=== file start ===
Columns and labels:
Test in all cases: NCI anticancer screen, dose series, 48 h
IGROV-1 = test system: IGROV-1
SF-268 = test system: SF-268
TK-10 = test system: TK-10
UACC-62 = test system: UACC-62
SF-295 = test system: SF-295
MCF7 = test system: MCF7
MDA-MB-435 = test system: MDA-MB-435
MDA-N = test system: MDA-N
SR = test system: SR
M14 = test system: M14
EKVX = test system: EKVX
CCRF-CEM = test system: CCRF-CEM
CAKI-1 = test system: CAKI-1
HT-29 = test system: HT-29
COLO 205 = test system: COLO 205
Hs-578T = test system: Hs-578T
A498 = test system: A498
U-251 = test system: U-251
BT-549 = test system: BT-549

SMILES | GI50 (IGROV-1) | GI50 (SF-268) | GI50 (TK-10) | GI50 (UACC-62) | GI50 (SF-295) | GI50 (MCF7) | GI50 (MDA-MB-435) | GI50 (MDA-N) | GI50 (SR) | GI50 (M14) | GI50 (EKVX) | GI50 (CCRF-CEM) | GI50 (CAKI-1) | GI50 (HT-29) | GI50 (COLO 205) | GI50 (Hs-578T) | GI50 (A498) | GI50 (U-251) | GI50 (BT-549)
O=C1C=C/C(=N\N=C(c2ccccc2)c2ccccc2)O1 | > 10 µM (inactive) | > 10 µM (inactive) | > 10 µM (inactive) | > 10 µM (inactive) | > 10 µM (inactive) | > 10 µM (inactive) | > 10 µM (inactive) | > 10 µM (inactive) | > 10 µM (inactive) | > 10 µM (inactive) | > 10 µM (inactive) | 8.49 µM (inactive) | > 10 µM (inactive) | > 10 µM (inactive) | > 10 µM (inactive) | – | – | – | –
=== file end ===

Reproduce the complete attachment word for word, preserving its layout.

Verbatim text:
Columns and labels:
Test in all cases: NCI anticancer screen, dose series, 48 h
IGROV-1 = test system: IGROV-1
SF-268 = test system: SF-268
TK-10 = test system: TK-10
UACC-62 = test system: UACC-62
SF-295 = test system: SF-295
MCF7 = test system: MCF7
MDA-MB-435 = test system: MDA-MB-435
MDA-N = test system: MDA-N
SR = test system: SR
M14 = test system: M14
EKVX = test system: EKVX
CCRF-CEM = test system: CCRF-CEM
CAKI-1 = test system: CAKI-1
HT-29 = test system: HT-29
COLO 205 = test system: COLO 205
Hs-578T = test system: Hs-578T
A498 = test system: A498
U-251 = test system: U-251
BT-549 = test system: BT-549

SMILES | GI50 (IGROV-1) | GI50 (SF-268) | GI50 (TK-10) | GI50 (UACC-62) | GI50 (SF-295) | GI50 (MCF7) | GI50 (MDA-MB-435) | GI50 (MDA-N) | GI50 (SR) | GI50 (M14) | GI50 (EKVX) | GI50 (CCRF-CEM) | GI50 (CAKI-1) | GI50 (HT-29) | GI50 (COLO 205) | GI50 (Hs-578T) | GI50 (A498) | GI50 (U-251) | GI50 (BT-549)
O=C1C=C/C(=N\N=C(c2ccccc2)c2ccccc2)O1 | > 10 µM (inactive) | > 10 µM (inactive) | > 10 µM (inactive) | > 10 µM (inactive) | > 10 µM (inactive) | > 10 µM (inactive) | > 10 µM (inactive) | > 10 µM (inactive) | > 10 µM (inactive) | > 10 µM (inactive) | > 10 µM (inactive) | 8.49 µM (inactive) | > 10 µM (inactive) | > 10 µM (inactive) | > 10 µM (inactive) | – | – | – | –